Padres' offense celebrates Melvin's return

June 23rd, 2022

SAN DIEGO -- While he spent 10 days at home in COVID-19 protocols, Padres manager Bob Melvin didn't spend all that much time speaking directly with his players.

He texted and called sporadically, perhaps to explain a lineup decision, perhaps to check on an injury. But for the most part, Melvin communicated directly with his coaches. They did the rest of the work.

"I didn't want to overdo it," said Melvin, who returned to the dugout Wednesday before the Padres completed a sweep of the D-backs with a 10-4 victory at Petco Park. "We have a staff here that's doing a great job. I didn't want to micro-manage from afar."

There was one minor exception, however. On Monday, a day after the Padres lost Manny Machado to a gruesome-looking ankle injury, Melvin FaceTimed into the team's hitters meeting. It was mostly just to provide an update -- that he and bench coach Ryan Christenson would be returning soon.

But Melvin also had a reminder. The Padres never panicked when they lost Fernando Tatis Jr. to injury. They simply found ways to win without him. So why should that be any different with Machado out of the lineup?

"What we talked about the other day with Manny going down was: Just treat every day that Manny's not in the lineup like he's getting a day off," Melvin said. "We expect to win those games if we give Manny a day off -- why wouldn't you?

"That's the way the guys have treated everything all year long. Worry about today's game. Try to win today's game. And know that, as far as a health standpoint, we have guys coming."

That’s the scary part. The Padres are in a virtual tie for first place in the NL West with the Dodgers. They’ve done it without Tatis all season and without Machado for the past three games, all victories.

They’ve also done it without Melvin for the past 11 games and for nine games in May, when he missed time due to prostate surgery. (Prior to this year, Melvin had only missed three games in his entire managerial career -- for the high school and college graduations of his daughter and to treat a neck injury.) He said he was asymptomatic for most of his absence, but even still…

“That was a rough 10 days,” Melvin said. “Just getting back in this ballpark -- you watch it on TV, you miss the excitement, the fans and all that goes on here. So, to be able to get back in the dugout and see all that again -- and get a win on top of it -- it was great.”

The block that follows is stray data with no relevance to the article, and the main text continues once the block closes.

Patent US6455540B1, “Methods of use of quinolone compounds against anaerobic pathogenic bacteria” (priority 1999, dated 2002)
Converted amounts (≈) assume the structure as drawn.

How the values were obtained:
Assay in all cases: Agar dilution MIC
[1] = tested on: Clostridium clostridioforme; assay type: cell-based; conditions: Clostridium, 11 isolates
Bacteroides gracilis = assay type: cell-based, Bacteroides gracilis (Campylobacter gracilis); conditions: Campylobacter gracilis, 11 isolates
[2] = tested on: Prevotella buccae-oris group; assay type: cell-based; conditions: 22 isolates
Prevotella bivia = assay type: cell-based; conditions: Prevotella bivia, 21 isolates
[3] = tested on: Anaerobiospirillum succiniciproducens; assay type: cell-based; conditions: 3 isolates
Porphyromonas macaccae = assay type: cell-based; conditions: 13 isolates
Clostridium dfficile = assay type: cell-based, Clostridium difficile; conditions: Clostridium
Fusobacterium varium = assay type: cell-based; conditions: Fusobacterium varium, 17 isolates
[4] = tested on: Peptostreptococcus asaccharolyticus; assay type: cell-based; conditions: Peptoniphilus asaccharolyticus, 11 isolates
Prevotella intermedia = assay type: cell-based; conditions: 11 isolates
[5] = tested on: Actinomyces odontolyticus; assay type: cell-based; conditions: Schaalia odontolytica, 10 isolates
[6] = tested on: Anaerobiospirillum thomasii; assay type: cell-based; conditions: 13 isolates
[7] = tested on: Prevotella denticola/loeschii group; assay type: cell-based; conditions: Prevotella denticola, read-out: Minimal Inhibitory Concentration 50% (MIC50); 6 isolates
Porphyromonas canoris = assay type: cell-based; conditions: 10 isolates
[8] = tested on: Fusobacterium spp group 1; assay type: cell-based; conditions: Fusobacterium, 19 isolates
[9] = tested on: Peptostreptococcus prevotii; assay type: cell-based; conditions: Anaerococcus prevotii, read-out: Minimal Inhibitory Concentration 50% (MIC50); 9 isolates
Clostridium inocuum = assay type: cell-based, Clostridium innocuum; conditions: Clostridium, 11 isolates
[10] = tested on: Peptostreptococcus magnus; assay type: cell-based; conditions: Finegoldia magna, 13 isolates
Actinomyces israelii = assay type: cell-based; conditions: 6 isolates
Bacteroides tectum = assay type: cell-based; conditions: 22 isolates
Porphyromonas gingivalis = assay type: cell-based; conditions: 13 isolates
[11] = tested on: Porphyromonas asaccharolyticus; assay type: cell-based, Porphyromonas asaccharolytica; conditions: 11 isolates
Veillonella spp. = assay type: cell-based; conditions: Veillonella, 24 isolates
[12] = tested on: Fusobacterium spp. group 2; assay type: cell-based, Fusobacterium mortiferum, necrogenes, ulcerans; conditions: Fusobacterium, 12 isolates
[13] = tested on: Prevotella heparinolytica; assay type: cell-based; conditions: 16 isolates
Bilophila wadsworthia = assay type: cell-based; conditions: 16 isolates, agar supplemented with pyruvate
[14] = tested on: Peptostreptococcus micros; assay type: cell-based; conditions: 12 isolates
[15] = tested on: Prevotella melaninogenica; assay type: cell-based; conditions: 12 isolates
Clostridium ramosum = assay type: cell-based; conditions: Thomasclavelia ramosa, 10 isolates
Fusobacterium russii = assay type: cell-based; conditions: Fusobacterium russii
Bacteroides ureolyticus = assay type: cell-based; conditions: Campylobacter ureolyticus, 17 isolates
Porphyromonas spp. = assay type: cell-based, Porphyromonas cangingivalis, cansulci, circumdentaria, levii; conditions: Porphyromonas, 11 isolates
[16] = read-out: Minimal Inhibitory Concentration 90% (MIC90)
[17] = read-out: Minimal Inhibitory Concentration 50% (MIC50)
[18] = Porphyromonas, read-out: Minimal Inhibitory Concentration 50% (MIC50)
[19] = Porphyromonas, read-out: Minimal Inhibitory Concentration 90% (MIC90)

Right-hander pitched four innings of one-run ball, and by the time he exited, the Padres had a five-run lead. It’s been a stop-start season for Clevinger, who has dealt with injuries and a COVID-related absence.

Clevinger worked into a bases-loaded, one-out jam in the first inning. Then he worked his way out of it, ending the threat with a dotted 96-mph fastball on the outside corner to punch out Jordan Luplow. Given his recent trials and tribulations, Clevinger lasted only 81 pitches. But the Padres think he’s finally back on course to being a regular contributor in their deep rotation again.

“It’s been an uphill climb for a minute,” Clevinger said. “I’m used to the adversity, at this point. Now I’m just taking the challenge as … I’m lucky to have this challenge.”

In the meantime, the Padres’ offense broke out for 10 runs, including three standout performances:

  • singled, doubled and tripled, and could have become the first player in at least the last 50 years to complete a cycle by hitting his first career home run. Afterward, Azocar said he didn’t even realize, and was just trying to hit the ball up the middle. (He did -- into an inning-ending double play.)
  • went 2-for-5 with a mammoth homer in the seventh -- a 430-foot blast off the third level of the Western Metal Building. At 114.8 mph off the bat, it was the hardest homer by a Padres hitter this season.
  • singled in each of his first four at-bats before he was plunked in the hamstring with a 3-0 Caleb Smith fastball in the seventh. Frustrated, Profar flung his bat down the first-base line, before walking gingerly to first base without incident. He was removed for a pinch-runner. After the game Profar was in good spirits and said his removal was merely precautionary.

In any case, it was another impressive offensive display for a team missing its two biggest superstars.

“That’s huge,” Clevinger said. “It just shows the camaraderie we have in this clubhouse. It’s always a next-man-up mentality here. It’s not going to be ‘poor me.’ Its going to be: ‘Let’s go get it with what we’ve got.’”

Really, that’s the message Melvin has preached since day one. He may have been sidelined for the past 10 days, but his presence in the Padres’ clubhouse never left.